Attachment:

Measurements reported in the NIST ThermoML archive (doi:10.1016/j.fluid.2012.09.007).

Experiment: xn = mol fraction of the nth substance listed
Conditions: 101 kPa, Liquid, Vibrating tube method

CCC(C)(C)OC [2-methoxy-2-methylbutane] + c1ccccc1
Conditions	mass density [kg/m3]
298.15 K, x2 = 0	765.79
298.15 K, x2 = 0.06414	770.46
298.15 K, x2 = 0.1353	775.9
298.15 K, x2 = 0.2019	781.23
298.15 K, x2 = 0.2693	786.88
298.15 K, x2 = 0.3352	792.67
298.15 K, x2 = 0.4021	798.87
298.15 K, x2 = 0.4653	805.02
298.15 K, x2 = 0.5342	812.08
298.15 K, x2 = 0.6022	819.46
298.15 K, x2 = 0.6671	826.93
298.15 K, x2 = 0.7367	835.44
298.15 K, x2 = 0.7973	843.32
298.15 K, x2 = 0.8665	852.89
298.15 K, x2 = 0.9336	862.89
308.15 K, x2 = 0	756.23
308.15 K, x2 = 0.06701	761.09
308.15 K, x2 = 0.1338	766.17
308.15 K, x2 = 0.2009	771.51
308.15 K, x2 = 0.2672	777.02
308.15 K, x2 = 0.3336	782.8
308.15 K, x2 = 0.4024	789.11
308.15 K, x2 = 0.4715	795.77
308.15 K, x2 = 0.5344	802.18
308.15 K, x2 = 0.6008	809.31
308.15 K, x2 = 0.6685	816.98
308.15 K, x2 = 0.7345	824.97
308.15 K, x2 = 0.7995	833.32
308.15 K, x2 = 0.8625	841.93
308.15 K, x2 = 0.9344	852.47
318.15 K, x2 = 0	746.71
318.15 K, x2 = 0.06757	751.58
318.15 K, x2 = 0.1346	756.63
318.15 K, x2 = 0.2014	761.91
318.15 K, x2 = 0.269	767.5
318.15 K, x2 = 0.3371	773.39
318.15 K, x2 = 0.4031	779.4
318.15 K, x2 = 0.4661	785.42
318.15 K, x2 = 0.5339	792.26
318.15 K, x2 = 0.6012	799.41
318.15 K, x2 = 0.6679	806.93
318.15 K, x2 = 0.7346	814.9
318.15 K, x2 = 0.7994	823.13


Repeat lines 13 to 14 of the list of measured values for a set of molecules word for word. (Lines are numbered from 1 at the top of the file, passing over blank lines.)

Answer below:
298.15 K, x2 = 0.4653	805.02
298.15 K, x2 = 0.5342	812.08